Farxiga and Photodermatosis - a phase IV clinical study of FDA data


Photodermatosis is reported only by a few people who take Farxiga.

The phase IV clinical study analyzes which people take Farxiga and have Photodermatosis. It is created by eHealthMe based on reports of 14,198 people who have side effects while taking Farxiga from the FDA, and is updated regularly.

Phase IV trials are used to detect adverse drug outcomes and monitor drug effectiveness in the real world. With medical big data and AI algorithms, eHealthMe is running millions of phase IV trials and makes the results available to the public. Our original studies have been referenced on 600+ medical publications including The Lancet, Mayo Clinic Proceedings, and Nature.

On Sep, 18, 2023

14,198 people reported to have side effects when taking Farxiga.
Among them, 2 people (0.01%) have Photodermatosis.

What is Farxiga?

Farxiga has active ingredients of dapagliflozin. It is often used in diabetes. eHealthMe is studying from 14,510 Farxiga users for its effectiveness, alternative drugs and more.

What is Photodermatosis?

Photodermatosis (skin disease that is caused by exposure to sunlight) is found to be associated with 333 drugs and 166 conditions by eHealthMe.

Number of Farxiga and Photodermatosis reports submitted per year:

Could Farxiga cause Photodermatosis?

Gender of people who have Photodermatosis when taking Farxiga *:

  • female: 100 %
  • male: 0.0 %

Age of people who have Photodermatosis when taking Farxiga *:

  • 0-1: 0.0 %
  • 2-9: 0.0 %
  • 10-19: 0.0 %
  • 20-29: 0.0 %
  • 30-39: 0.0 %
  • 40-49: 0.0 %
  • 50-59: 100 %
  • 60+: 0.0 %

Common side effects people have besides Photodermatosis *:

  1. Weight Decreased: 2 people, 100.00%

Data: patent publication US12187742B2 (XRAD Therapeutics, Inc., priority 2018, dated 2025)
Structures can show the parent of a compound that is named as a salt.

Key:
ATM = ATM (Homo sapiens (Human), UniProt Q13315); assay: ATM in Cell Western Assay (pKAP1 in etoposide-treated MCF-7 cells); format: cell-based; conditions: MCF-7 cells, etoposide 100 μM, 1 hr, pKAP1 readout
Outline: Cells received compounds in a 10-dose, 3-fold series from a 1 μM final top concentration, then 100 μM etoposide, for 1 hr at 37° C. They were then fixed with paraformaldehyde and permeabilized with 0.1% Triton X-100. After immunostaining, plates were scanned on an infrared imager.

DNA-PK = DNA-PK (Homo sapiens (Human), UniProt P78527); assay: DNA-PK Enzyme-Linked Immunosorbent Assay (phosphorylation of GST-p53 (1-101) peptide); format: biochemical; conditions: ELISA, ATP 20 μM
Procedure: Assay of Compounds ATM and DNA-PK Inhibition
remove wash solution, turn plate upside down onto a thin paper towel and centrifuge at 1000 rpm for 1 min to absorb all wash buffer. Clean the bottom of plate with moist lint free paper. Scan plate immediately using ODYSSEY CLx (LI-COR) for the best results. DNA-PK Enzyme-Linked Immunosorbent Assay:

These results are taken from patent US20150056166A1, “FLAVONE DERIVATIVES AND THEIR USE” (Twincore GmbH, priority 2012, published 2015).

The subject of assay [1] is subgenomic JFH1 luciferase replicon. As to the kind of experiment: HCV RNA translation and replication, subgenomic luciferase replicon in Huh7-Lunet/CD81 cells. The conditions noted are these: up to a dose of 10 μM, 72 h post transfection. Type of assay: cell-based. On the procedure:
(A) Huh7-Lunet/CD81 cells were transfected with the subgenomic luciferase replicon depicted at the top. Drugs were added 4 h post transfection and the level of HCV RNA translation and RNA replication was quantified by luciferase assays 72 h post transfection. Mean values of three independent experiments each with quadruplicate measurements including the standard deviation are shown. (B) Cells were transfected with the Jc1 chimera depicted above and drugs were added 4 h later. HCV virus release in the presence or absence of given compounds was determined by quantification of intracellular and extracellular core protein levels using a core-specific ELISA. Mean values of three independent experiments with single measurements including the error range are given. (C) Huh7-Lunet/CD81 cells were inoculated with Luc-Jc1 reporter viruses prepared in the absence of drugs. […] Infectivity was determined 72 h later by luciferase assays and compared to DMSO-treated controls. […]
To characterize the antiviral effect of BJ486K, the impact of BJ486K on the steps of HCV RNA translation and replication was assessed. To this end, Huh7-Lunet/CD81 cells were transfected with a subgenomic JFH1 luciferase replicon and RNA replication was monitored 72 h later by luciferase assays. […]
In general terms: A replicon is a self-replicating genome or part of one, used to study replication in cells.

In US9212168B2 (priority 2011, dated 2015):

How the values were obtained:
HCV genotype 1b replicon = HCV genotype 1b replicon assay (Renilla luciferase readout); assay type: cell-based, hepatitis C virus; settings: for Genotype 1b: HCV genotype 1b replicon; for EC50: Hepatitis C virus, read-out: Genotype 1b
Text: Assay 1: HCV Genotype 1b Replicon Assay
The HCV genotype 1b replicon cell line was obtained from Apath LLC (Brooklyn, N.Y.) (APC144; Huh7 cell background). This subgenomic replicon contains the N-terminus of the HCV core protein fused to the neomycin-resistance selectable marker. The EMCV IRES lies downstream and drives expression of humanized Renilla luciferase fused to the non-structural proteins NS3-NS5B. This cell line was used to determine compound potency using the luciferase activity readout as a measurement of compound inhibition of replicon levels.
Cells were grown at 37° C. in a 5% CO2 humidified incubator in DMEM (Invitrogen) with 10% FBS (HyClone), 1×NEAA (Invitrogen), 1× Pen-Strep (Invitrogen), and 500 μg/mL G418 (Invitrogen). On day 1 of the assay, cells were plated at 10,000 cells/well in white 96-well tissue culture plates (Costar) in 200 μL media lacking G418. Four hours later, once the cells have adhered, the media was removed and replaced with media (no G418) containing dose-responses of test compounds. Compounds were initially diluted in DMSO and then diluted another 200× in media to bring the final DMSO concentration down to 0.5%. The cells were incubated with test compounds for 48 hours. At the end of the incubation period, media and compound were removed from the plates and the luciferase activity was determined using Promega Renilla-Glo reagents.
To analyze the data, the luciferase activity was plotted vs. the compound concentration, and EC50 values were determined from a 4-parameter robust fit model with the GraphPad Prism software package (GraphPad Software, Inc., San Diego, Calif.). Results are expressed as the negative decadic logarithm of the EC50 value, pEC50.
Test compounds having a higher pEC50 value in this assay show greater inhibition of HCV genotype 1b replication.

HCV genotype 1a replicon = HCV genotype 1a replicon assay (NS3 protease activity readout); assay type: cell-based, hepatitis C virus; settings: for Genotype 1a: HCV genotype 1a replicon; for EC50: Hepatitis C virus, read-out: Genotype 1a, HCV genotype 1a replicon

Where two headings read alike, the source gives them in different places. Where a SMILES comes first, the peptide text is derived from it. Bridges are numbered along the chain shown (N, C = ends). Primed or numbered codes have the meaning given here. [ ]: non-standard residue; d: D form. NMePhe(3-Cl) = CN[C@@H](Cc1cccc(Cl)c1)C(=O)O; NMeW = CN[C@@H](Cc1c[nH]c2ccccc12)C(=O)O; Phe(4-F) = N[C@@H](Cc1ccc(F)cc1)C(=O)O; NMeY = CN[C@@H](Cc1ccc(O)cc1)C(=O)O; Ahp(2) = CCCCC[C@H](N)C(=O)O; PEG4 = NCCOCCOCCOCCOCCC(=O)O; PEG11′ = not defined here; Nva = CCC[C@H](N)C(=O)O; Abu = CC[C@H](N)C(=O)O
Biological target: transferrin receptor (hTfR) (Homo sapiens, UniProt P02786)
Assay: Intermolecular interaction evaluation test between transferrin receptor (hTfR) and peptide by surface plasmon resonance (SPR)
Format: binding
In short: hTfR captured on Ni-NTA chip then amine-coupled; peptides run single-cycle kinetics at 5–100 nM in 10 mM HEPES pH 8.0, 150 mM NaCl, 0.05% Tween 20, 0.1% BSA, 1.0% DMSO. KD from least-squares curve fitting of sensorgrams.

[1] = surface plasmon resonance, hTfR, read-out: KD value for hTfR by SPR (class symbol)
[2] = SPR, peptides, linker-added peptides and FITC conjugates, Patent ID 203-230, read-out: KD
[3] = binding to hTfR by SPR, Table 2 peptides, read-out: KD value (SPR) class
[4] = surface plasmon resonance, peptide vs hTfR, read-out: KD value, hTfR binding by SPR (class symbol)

2. Intertrigo (inflammation (rash) of the body folds (adjacent areas of skin)): 2 people, 100.00%
  3. Fungal Infection: 1 person, 50.00%

* Approximation only. Some reports may have incomplete information.

Do you take Farxiga and have Photodermatosis?

Check whether Photodermatosis is associated with a drug or a condition

How to use the study?

You can discuss the study with your doctor, to ensure that all drug risks and benefits are fully discussed and understood.

Related studies

How severe was Photodermatosis and when was it recovered:

Expand to all the drugs that have ingredients of dapagliflozin:

Alternative drugs to, pros and cons of Farxiga:

Common Farxiga side effects:

Browse all side effects of Farxiga:

a b c d e f g h i j k l m n o p q r s t u v w x y z

Photodermatosis treatments and more:

COVID vaccines that are related to Photodermatosis:

Common drugs associated with Photodermatosis:

All the drugs that are associated with Photodermatosis:

All the conditions that are associated with Photodermatosis:

How the study uses the data?

The study uses data from the FDA. It is based on dapagliflozin (the active ingredients of Farxiga) and Farxiga (the brand name). Other drugs that have the same active ingredients (e.g. generic drugs) are not considered. Dosage of drugs is not considered in the study.

Who is eHealthMe?

With medical big data and proven AI algorithms, eHealthMe provides a platform for everyone to run phase IV clinical trials. We study millions of patients and 5,000 more each day. Results of our real-world drug study have been referenced on 600+ medical publications, including The Lancet, Mayo Clinic Proceedings, and Nature. Our analysis results are available to researchers, health care professionals, patients (testimonials), and software developers (open API).


WARNING: Please DO NOT STOP MEDICATIONS without first consulting a physician since doing so could be hazardous to your health.

DISCLAIMER: All material available on eHealthMe.com is for informational purposes only, and is not a substitute for medical advice, diagnosis, or treatment provided by a qualified healthcare provider. All information is observation-only. Our phase IV clinical studies alone cannot establish cause-effect relationship. Different individuals may respond to medication in different ways. Every effort has been made to ensure that all information is accurate, up-to-date, and complete, but no guarantee is made to that effect. The use of the eHealthMe site and its content is at your own risk.

If you use this eHealthMe study on publication, please acknowledge it with a citation: study title, URL, accessed date.

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